Jahanara’s sister Roshanara built one of Delhi’s biggest gardens, about five kilometres northwest of Chandni Chowk. She was buried here after her death in 1671. Some 250 years later, British and Indian elites established a club at one end of Roshanara Bagh. Roshanara Club regulars included viceroys and governor-generals before Independence, and people such as Jawaharlal Nehru and Rajendra Prasad afterwards.

One of Shahjahan’s queens, Akbarabadi Begum, built Masjid Akbarabadi in 1650, in Faiz Bazaar near the Red Fort. She also built the bazaar itself, which had an aqueduct flanked by shops. Her beautiful mosque was among the structures the British destroyed after 1857. The bazaar area, now Daryaganj, is crammed with dealers of books and medical supplies.

Fatehpuri mosque | Wikimedia Commons

Also in 1650, another queen, Fatehpuri Begum, built a mosque at the western end of Chandni Chowk. In the vast courtyard is a large water tank for wazu (the Islamic ritual of washing before prayer). This Sufi mosque was among the city’s most important, so the British seized it after 1857 and sold it to a tycoon, Lala Chunnamal, for Rs 19,000. Luckily he did not destroy it, and 20 years later it was restored to the Muslim community. Today, the serene courtyard is a refuge from the hubbub of Chandni Chowk.

In 1700, emperor Aurangzeb’s daughter Zinat-un-Nisa built Zinat-ul Masjid in Daryaganj, where she was buried in 1721. In 1724, Udham Bai, a queen of emperor Muhammad Shah “Rangeela”, built the Shah Mardan shrine, popularly known as “Karbala”, in South Delhi.

Muhammad Shah was more interested in song and dance than in imperial expansion. His empire weakened, but his reign (1719-48) saw a flowering of musical forms such as thumri and hori. Courtesan patronage was at its peak, and the best courtesans commanded hefty advances.

Samru's Palace at Chandni Chowk, Delhi, 1857 | Wikimedia Commons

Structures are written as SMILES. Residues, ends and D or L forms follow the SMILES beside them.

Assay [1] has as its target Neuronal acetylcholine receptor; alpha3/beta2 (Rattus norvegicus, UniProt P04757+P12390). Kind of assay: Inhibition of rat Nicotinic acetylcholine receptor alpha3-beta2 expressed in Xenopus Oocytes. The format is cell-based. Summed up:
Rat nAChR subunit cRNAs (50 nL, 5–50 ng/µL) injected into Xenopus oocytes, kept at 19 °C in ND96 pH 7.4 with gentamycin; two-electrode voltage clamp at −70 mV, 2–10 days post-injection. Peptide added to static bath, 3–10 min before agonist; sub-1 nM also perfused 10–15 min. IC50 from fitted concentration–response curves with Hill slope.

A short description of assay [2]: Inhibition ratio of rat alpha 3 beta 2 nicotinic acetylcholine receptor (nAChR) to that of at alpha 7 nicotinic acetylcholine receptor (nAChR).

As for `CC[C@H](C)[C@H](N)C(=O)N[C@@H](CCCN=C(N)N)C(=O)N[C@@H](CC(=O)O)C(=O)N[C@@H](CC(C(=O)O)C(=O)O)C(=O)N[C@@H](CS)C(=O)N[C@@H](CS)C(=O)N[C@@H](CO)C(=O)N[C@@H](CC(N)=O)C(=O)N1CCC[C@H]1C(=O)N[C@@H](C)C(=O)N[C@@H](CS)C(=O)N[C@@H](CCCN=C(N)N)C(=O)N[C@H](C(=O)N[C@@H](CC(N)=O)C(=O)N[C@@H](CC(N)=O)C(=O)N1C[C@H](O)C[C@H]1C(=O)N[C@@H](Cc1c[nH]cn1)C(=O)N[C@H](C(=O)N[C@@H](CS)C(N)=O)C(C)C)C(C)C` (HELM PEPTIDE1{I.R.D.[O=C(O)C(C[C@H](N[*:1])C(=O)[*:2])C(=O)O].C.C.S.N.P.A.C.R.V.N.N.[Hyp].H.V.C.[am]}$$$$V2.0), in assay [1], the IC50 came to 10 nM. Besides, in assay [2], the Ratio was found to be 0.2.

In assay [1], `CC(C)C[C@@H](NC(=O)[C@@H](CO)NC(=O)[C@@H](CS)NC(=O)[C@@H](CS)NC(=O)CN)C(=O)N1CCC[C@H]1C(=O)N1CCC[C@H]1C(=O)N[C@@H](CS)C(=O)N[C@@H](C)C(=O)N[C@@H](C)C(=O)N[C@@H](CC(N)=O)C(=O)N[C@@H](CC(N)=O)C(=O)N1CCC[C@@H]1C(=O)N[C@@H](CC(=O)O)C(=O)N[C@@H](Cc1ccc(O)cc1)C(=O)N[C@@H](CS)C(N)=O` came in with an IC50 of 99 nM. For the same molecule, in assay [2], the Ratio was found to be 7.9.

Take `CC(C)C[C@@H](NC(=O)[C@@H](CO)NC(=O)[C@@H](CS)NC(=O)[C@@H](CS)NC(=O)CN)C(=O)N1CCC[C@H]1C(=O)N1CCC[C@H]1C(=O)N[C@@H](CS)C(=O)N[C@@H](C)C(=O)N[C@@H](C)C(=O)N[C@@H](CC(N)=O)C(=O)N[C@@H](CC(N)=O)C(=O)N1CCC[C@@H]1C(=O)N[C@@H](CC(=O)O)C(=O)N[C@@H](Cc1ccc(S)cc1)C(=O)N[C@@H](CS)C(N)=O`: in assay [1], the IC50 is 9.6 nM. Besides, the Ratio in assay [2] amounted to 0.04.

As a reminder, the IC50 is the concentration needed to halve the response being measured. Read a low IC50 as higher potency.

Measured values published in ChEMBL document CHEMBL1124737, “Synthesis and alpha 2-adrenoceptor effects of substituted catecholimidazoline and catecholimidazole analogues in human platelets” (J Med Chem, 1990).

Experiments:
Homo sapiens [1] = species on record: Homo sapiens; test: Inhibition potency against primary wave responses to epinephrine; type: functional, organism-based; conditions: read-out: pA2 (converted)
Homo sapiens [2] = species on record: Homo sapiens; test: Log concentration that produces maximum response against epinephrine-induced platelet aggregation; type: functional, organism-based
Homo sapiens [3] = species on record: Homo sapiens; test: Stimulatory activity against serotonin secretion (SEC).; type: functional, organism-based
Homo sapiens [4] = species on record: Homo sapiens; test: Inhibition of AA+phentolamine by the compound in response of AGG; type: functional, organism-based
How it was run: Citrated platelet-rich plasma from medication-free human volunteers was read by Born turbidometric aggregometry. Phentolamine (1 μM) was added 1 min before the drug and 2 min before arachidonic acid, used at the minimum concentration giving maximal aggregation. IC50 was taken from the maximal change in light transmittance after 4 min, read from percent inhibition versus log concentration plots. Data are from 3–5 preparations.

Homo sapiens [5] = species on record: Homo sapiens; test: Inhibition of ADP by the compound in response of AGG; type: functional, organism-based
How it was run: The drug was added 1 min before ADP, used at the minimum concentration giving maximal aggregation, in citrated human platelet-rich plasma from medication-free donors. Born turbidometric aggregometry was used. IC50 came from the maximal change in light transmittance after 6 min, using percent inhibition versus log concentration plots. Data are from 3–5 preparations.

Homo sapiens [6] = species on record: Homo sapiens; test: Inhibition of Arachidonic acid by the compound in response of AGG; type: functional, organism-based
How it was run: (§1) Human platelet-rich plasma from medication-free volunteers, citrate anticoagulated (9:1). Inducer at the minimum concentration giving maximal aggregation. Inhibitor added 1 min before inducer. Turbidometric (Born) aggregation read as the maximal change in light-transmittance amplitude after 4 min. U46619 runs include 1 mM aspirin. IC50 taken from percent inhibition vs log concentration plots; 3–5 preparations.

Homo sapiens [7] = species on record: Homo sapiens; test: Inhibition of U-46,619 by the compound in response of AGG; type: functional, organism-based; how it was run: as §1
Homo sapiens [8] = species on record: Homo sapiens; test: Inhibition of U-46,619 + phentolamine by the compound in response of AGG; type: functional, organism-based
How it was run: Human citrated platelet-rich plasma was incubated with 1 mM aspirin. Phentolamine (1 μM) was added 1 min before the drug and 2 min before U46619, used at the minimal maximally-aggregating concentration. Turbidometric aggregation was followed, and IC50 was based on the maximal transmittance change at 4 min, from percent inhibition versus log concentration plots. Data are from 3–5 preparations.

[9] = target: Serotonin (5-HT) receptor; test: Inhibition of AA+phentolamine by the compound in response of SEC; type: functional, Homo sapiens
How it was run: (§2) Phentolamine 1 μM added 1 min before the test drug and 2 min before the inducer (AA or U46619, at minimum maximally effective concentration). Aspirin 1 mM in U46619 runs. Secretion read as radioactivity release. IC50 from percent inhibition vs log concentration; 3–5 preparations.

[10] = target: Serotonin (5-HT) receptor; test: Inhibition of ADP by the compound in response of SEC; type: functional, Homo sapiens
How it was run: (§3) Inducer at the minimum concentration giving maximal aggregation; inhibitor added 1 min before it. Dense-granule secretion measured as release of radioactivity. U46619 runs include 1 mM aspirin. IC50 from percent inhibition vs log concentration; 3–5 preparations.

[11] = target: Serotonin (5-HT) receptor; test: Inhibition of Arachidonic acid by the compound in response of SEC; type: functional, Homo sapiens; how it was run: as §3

Sommers to Samru

Perhaps the most famous is Begum Samru (1753-1836). Her given name was Farzana. She was raised to be a dancer, by a tawaif in Delhi. With the empire fraying, Europeans were seizing every opportunity they got. She helped a mercenary, Walter Reinhart Sommers, and they began to live together. The emperor gave Sommers land in Sardhana, Uttar Pradesh, and an annual income of Rs 6 lakh. When Sommers died, 25-year-old Farzana inherited his wealth and troops, and became Begum Samru (a corruption of “Sommers”). She converted to Catholicism and changed her name to Joanna, perhaps to legitimise her status as the widow of a man she never officially married. After she died, the British seized her property, and her Chandni Chowk palace became a bank.

Victorian dourness reduced nautch and tawaif culture to prostitution. Some women offered sexual services, but this was not always due to poverty, immorality, or enslavement. A nineteenth-century British account of a wedding procession in Chandni Chowk describes nautch girls as “splendidly dressed … and their long hair hanging down their backs… they stood in theatrical attitudes … joking with the populace, and had a boldness of manner most unpleasing in a woman.”

Walking through history with our eyes wide open can transform our ideas of respectability and ability. What if we walked through our city the same way?